Panic attacks do give clues that they're about to happen. Researchers at Southern Methodist University recently tracked people who are prone to these attacks and found that several physiological changes occurred as much as 47 minutes before the attack.

A lower breathing rate and high carbon dioxide level were found in the final minutes leading up to an attack.

These changes were subtle but measurable. The idea is that if attack victims were aware of them, they might be able to prevent the attacks from ever occurring.

What stood out the most was that the victims all had a lower breathing rate and high carbon dioxide level in the final minutes leading up to an attack. At the time of the attack, breathing rate increased strongly and carbon dioxide level went down. This suggests the possibility that panic attacks may be triggered by a buildup of carbon dioxide.

The study offers no proof that carbon dioxide and panic attacks are linked; it only suggests the possibility. The researchers found many other physiological changes that preceded the attacks.

Some panic attacks are triggered by a cue. Others occur for no apparent reason and are called spontaneous or unexpected panic attacks.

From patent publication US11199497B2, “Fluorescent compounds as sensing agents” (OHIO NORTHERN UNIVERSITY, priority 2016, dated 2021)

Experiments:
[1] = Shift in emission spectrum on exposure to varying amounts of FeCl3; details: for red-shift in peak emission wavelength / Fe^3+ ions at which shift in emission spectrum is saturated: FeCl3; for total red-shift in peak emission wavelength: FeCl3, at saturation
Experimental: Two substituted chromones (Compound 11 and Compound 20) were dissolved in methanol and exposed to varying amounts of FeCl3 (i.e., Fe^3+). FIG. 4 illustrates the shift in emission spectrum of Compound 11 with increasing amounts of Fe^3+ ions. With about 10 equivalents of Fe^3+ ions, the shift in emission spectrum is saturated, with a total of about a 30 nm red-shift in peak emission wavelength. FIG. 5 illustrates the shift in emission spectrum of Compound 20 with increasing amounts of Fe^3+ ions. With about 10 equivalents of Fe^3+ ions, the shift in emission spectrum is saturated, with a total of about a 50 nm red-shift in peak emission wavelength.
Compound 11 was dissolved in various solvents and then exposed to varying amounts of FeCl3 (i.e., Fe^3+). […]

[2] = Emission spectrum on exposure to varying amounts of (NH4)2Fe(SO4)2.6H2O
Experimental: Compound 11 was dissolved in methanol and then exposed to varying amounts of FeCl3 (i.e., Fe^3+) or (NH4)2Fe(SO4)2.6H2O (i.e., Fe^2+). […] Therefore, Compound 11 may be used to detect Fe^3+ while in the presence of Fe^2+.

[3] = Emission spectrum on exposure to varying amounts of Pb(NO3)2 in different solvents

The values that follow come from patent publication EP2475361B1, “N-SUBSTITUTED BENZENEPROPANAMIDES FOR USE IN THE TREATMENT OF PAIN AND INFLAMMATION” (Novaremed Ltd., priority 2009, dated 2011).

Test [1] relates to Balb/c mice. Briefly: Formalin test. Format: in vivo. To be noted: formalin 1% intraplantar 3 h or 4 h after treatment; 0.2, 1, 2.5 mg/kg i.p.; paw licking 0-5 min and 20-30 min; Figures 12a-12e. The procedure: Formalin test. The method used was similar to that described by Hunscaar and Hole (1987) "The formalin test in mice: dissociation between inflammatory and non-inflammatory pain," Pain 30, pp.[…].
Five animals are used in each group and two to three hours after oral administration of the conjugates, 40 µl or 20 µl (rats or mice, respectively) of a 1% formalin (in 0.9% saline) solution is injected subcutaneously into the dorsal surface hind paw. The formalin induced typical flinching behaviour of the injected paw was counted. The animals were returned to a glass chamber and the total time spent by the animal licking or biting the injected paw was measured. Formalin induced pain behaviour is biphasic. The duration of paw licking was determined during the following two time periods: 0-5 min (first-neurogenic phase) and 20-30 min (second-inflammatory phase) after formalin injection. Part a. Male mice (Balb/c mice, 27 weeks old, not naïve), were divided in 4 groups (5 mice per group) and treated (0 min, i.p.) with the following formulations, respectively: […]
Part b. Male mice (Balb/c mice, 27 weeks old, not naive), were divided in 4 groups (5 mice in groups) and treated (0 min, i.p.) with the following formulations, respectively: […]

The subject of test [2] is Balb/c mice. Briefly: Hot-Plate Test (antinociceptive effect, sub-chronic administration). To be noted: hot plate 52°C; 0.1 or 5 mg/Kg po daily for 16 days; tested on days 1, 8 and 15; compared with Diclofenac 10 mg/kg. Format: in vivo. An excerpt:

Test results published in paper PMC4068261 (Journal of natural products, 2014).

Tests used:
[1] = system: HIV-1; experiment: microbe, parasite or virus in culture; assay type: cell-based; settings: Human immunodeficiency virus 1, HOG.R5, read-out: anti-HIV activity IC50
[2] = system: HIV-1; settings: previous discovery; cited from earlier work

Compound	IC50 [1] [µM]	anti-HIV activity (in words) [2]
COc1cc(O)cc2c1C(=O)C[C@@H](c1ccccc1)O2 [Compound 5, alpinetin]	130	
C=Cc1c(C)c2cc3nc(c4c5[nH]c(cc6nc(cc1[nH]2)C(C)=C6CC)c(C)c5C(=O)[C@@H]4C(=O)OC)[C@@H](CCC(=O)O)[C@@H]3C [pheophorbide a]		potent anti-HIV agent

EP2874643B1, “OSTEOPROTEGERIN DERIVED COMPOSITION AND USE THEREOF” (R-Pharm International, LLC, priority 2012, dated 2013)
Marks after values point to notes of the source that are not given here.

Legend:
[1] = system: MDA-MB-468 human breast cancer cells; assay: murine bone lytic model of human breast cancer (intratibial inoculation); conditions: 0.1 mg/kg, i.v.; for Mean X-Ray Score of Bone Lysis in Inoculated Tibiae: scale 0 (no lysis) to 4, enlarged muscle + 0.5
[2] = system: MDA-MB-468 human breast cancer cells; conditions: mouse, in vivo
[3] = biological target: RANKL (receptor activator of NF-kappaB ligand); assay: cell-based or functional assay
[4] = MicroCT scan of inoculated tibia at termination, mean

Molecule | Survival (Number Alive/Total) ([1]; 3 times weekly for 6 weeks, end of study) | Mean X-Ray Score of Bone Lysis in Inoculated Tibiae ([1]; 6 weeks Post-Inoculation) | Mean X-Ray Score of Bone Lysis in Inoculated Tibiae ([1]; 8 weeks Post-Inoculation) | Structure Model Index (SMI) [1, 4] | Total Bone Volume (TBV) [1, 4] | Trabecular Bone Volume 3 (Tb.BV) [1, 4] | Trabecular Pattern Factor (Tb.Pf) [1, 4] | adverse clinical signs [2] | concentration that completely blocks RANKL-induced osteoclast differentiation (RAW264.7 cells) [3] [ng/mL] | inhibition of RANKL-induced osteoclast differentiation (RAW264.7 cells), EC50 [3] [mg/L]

The researchers looked at 43 patients with a history of spontaneous panic attack. The patients were outfitted with a monitoring pack, an array of electrodes and sensors attached to various body parts. These recorded information such as breath and heart rate, skin conductance and carbon dioxide level. Worn in a waist pack, this array allowed 24-hour monitoring of the patients. The pack also included a panic button to be pushed at the start of a panic attack.

During nearly 2000 hours of patient monitoring, there were 13 panic attacks. This allowed the researchers to analyze the measurements from a 70-minute period surrounding these attacks, from one hour before it to 10 minutes afterward, and compare them to measurements from a typical 70-minute time span.

They found 15 subtle but detectable physiological changes in the hour before an attack that weren't present during non-panic periods. This means that that there are signals of an unexpected panic attack but they may be so slight that they pass under a patient's radar.

The question is whether patients can be trained to recognize them.

An article on the study was published online by Biological Psychiatry on July 25, 2011 and will also appear in a future print issue of the journal.